People usually spend less and save more in times of financial crisis. Ulrike Malmendier, a professor of behavioral finance at the University of California at Berkeley, told The Washington Post that generations such as “Depression babies” and those who faced the 2008 financial crisis became more cautious about spending and saving money.

However the most recent financial crisis — the COVID-19 pandemic — has created a new type of spending that splurges more than saves: doom spending.

What is ‘doom spending’?

According to a 2023 survey by Intuit’s Credit Karma, doom spending is “spending money despite concerns about the economy and foreign affairs to cope with stress,”

According to Bloomberg, Credit Karma’s survey found that 33% of men admitted to doom spending as opposed to only 21% of women — despite 96% of respondents sharing concern about the current economic state. Additionally, it found that 32% of respondents have taken on more debt in 2023 due to increased spending, with Gen X and millennials as the most likely to report rising debt levels.

America’s debt dilemma: The $34.2 trillion U.S. debt and the surge in consumer spending

The issue becomes more prevalent among younger women — both Gen Z and millennial. A 2022 report by Financial Health Network found that 44% of women between ages 18 and 29 delayed marriage, children and owning a home because of debt — compared to 34% of men. Additionally, women were more likely to say their debts were not manageable.

2024 has been no different in splurge spending. The Bureau of Economic Analysis estimated that consumers spent “$145.5 billion more in February” than in last January, while the rate of personal savings “fell to 3.6 percent, from 4.1 percent the previous month,” per The Washington Post.

It comes down to psychology

COVID-19 negatively affected tons of lives and left multiple consumers with a psychological emptiness.

“The adverse effects of covid weren’t necessarily financial; people got jobs quickly and the government stepped in with support,” Malmendier said to The Washington Post. “Instead, it’s about all of the things we were starved for: human interaction, socializing, travel. People are spending money on the things they missed most.”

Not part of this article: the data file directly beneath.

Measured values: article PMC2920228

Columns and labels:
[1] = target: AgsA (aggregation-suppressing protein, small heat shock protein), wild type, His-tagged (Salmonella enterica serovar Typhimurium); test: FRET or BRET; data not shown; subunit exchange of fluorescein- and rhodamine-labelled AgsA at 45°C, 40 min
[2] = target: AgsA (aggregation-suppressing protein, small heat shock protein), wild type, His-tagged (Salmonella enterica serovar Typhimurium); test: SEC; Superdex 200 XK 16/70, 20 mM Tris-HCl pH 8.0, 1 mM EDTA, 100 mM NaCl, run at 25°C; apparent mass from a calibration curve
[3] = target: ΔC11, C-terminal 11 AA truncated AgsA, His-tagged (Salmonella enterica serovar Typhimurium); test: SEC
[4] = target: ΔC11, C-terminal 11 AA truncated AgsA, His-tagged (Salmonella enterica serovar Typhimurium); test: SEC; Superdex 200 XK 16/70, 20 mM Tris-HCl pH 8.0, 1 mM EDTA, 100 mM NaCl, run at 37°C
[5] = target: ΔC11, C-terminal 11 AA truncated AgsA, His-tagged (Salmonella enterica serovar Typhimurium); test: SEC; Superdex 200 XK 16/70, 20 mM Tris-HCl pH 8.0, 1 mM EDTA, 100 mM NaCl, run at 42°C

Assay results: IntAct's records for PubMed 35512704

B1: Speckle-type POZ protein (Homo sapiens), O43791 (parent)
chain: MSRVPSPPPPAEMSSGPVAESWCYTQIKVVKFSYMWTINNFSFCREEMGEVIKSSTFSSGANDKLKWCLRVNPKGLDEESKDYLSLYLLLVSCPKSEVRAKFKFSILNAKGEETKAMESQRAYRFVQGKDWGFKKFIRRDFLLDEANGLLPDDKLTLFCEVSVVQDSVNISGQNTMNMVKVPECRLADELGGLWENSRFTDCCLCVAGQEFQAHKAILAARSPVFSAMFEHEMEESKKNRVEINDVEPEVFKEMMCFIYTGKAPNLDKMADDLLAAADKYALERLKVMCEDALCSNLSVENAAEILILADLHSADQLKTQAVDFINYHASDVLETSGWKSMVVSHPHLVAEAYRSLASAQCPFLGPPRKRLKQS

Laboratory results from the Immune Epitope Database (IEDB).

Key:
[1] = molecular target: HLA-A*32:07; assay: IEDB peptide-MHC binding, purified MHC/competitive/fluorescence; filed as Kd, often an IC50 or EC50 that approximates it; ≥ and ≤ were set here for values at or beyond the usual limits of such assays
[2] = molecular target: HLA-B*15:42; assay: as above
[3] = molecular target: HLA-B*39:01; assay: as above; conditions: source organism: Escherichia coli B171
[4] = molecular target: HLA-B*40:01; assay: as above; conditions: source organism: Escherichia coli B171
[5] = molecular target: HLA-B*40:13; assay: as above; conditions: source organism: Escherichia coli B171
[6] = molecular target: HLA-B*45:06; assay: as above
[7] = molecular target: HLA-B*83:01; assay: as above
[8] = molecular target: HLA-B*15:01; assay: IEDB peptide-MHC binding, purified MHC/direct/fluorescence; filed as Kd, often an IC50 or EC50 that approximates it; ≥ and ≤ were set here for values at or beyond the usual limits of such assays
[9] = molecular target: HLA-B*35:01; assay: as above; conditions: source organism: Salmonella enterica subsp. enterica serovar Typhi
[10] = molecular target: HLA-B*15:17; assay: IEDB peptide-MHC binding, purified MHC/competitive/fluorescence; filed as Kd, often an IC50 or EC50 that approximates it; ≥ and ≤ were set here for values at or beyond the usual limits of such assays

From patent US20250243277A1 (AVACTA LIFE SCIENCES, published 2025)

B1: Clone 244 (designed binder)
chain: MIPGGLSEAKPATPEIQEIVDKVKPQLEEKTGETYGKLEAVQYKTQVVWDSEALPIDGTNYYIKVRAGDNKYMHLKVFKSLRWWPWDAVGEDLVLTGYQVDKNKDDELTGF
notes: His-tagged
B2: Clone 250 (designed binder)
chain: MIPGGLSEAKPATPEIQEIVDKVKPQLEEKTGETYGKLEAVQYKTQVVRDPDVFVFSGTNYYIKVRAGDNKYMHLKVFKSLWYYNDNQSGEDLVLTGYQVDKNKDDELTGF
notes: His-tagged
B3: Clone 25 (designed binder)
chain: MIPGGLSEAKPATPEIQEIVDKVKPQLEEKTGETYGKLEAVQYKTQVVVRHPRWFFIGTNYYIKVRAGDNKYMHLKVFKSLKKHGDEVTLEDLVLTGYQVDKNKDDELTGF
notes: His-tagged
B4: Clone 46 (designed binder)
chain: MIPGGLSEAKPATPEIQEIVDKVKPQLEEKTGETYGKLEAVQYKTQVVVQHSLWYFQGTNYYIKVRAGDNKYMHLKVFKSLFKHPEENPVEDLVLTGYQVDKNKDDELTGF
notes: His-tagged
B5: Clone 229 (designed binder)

Bloomberg argues that doom spending creates a sense of empowerment. Purchasing high-ticket items can be a status symbol among our family, friends and peers.

Even if we don’t need to purchase that high-ticket item, having the ability to do so — using pay-later systems or even paying with potential credit card debt — appears more psychologically beneficial in today’s society.

“Our susceptibility to status symbols comes from our deep need to be accepted, but it is also a way of protecting ourselves,” psychology professor Bruce Hood wrote in “Possessed: Why We Want More Than We Need,” per Bloomberg.

How can you avoid doom spending?

The first step to avoiding doom spending is to know its appeal.

“When we buy something, our brain releases feel-good hormones like dopamine and endorphins,” Iona Bain, founder of Young(ish) Money, told British Vogue. “Shopping has always been an easy, low effort way to self soothe.”

Bain suggested the following ideas to help refrain from doom spending:

  • Keep a spending journal.
  • Set boundaries with your phone/social media.
  • Have a list of activities that are both psychologically beneficial and free — “decoy activities.”
  • Start saving, even if it’s a little over time.
  • Engage in community-building behavior.
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